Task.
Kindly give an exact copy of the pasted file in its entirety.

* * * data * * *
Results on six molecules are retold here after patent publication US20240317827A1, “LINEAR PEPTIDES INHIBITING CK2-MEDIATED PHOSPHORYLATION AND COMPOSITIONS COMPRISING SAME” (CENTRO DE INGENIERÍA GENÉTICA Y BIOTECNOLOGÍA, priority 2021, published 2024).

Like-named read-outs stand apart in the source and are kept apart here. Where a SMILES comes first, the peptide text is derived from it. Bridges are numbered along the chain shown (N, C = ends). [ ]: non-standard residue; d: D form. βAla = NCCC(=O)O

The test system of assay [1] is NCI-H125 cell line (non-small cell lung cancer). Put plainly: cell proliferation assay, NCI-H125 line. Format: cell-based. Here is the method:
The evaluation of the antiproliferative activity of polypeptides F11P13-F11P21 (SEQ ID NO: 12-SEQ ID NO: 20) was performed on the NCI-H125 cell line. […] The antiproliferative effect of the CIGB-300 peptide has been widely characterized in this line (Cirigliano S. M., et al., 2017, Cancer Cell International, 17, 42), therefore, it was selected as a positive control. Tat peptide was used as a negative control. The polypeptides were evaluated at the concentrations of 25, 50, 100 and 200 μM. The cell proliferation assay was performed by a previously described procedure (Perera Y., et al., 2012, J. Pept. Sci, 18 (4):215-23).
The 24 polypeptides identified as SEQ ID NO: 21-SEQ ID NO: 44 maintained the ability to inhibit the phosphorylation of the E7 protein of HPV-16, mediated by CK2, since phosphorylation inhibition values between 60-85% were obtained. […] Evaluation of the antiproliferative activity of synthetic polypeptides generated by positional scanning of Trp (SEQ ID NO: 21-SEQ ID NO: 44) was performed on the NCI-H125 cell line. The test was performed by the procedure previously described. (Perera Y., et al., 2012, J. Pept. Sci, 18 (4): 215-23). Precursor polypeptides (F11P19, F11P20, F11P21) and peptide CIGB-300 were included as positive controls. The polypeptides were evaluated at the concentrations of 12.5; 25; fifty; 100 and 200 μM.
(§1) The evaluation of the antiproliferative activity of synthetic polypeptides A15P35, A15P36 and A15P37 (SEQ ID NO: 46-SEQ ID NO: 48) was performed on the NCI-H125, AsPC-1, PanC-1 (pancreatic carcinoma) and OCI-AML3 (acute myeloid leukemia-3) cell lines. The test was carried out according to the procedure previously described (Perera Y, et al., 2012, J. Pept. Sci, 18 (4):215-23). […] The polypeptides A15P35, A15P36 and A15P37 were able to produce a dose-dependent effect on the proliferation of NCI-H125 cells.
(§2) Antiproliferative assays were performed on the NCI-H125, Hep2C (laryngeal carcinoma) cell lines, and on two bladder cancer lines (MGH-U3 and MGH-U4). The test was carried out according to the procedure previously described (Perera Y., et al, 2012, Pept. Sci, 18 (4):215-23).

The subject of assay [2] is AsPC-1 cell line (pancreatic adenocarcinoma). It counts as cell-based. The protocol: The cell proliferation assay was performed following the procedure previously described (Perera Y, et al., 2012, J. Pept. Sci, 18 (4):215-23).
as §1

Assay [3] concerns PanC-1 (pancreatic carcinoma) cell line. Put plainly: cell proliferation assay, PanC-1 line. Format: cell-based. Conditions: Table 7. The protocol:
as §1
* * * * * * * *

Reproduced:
Results on six molecules are retold here after patent publication US20240317827A1, “LINEAR PEPTIDES INHIBITING CK2-MEDIATED PHOSPHORYLATION AND COMPOSITIONS COMPRISING SAME” (CENTRO DE INGENIERÍA GENÉTICA Y BIOTECNOLOGÍA, priority 2021, published 2024).

Like-named read-outs stand apart in the source and are kept apart here. Where a SMILES comes first, the peptide text is derived from it. Bridges are numbered along the chain shown (N, C = ends). [ ]: non-standard residue; d: D form. βAla = NCCC(=O)O

The test system of assay [1] is NCI-H125 cell line (non-small cell lung cancer). Put plainly: cell proliferation assay, NCI-H125 line. Format: cell-based. Here is the method:
The evaluation of the antiproliferative activity of polypeptides F11P13-F11P21 (SEQ ID NO: 12-SEQ ID NO: 20) was performed on the NCI-H125 cell line. […] The antiproliferative effect of the CIGB-300 peptide has been widely characterized in this line (Cirigliano S. M., et al., 2017, Cancer Cell International, 17, 42), therefore, it was selected as a positive control. Tat peptide was used as a negative control. The polypeptides were evaluated at the concentrations of 25, 50, 100 and 200 μM. The cell proliferation assay was performed by a previously described procedure (Perera Y., et al., 2012, J. Pept. Sci, 18 (4):215-23).
The 24 polypeptides identified as SEQ ID NO: 21-SEQ ID NO: 44 maintained the ability to inhibit the phosphorylation of the E7 protein of HPV-16, mediated by CK2, since phosphorylation inhibition values between 60-85% were obtained. […] Evaluation of the antiproliferative activity of synthetic polypeptides generated by positional scanning of Trp (SEQ ID NO: 21-SEQ ID NO: 44) was performed on the NCI-H125 cell line. The test was performed by the procedure previously described. (Perera Y., et al., 2012, J. Pept. Sci, 18 (4): 215-23). Precursor polypeptides (F11P19, F11P20, F11P21) and peptide CIGB-300 were included as positive controls. The polypeptides were evaluated at the concentrations of 12.5; 25; fifty; 100 and 200 μM.
(§1) The evaluation of the antiproliferative activity of synthetic polypeptides A15P35, A15P36 and A15P37 (SEQ ID NO: 46-SEQ ID NO: 48) was performed on the NCI-H125, AsPC-1, PanC-1 (pancreatic carcinoma) and OCI-AML3 (acute myeloid leukemia-3) cell lines. The test was carried out according to the procedure previously described (Perera Y, et al., 2012, J. Pept. Sci, 18 (4):215-23). […] The polypeptides A15P35, A15P36 and A15P37 were able to produce a dose-dependent effect on the proliferation of NCI-H125 cells.
(§2) Antiproliferative assays were performed on the NCI-H125, Hep2C (laryngeal carcinoma) cell lines, and on two bladder cancer lines (MGH-U3 and MGH-U4). The test was carried out according to the procedure previously described (Perera Y., et al, 2012, Pept. Sci, 18 (4):215-23).

The subject of assay [2] is AsPC-1 cell line (pancreatic adenocarcinoma). It counts as cell-based. The protocol: The cell proliferation assay was performed following the procedure previously described (Perera Y, et al., 2012, J. Pept. Sci, 18 (4):215-23).
as §1

Assay [3] concerns PanC-1 (pancreatic carcinoma) cell line. Put plainly: cell proliferation assay, PanC-1 line. Format: cell-based. Conditions: Table 7. The protocol:
as §1